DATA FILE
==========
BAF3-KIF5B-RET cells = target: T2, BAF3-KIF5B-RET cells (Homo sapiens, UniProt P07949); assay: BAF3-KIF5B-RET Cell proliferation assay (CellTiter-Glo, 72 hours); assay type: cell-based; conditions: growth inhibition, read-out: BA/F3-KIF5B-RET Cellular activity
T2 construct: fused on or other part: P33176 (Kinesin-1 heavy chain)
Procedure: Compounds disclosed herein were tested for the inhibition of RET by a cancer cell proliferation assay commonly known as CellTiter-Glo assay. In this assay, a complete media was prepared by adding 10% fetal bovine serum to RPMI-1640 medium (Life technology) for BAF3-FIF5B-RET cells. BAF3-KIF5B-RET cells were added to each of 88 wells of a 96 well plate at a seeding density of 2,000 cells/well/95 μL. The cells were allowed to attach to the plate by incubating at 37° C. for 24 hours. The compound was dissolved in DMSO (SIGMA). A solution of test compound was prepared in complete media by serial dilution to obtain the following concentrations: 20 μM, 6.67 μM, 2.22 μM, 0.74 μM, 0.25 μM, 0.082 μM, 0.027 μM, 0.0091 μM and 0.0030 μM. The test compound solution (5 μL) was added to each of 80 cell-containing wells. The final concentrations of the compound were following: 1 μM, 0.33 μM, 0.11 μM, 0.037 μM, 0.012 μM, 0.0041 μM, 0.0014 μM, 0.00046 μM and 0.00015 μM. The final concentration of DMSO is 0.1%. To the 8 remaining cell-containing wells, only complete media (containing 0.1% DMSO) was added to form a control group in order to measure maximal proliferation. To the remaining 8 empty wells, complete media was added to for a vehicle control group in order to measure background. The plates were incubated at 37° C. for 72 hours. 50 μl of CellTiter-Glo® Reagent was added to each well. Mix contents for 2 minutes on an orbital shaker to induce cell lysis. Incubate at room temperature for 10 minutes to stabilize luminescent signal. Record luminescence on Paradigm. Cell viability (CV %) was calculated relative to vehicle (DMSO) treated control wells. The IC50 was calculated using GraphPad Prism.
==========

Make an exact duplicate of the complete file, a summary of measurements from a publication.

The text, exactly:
BAF3-KIF5B-RET cells = target: T2, BAF3-KIF5B-RET cells (Homo sapiens, UniProt P07949); assay: BAF3-KIF5B-RET Cell proliferation assay (CellTiter-Glo, 72 hours); assay type: cell-based; conditions: growth inhibition, read-out: BA/F3-KIF5B-RET Cellular activity
T2 construct: fused on or other part: P33176 (Kinesin-1 heavy chain)
Procedure: Compounds disclosed herein were tested for the inhibition of RET by a cancer cell proliferation assay commonly known as CellTiter-Glo assay. In this assay, a complete media was prepared by adding 10% fetal bovine serum to RPMI-1640 medium (Life technology) for BAF3-FIF5B-RET cells. BAF3-KIF5B-RET cells were added to each of 88 wells of a 96 well plate at a seeding density of 2,000 cells/well/95 μL. The cells were allowed to attach to the plate by incubating at 37° C. for 24 hours. The compound was dissolved in DMSO (SIGMA). A solution of test compound was prepared in complete media by serial dilution to obtain the following concentrations: 20 μM, 6.67 μM, 2.22 μM, 0.74 μM, 0.25 μM, 0.082 μM, 0.027 μM, 0.0091 μM and 0.0030 μM. The test compound solution (5 μL) was added to each of 80 cell-containing wells. The final concentrations of the compound were following: 1 μM, 0.33 μM, 0.11 μM, 0.037 μM, 0.012 μM, 0.0041 μM, 0.0014 μM, 0.00046 μM and 0.00015 μM. The final concentration of DMSO is 0.1%. To the 8 remaining cell-containing wells, only complete media (containing 0.1% DMSO) was added to form a control group in order to measure maximal proliferation. To the remaining 8 empty wells, complete media was added to for a vehicle control group in order to measure background. The plates were incubated at 37° C. for 72 hours. 50 μl of CellTiter-Glo® Reagent was added to each well. Mix contents for 2 minutes on an orbital shaker to induce cell lysis. Incubate at room temperature for 10 minutes to stabilize luminescent signal. Record luminescence on Paradigm. Cell viability (CV %) was calculated relative to vehicle (DMSO) treated control wells. The IC50 was calculated using GraphPad Prism.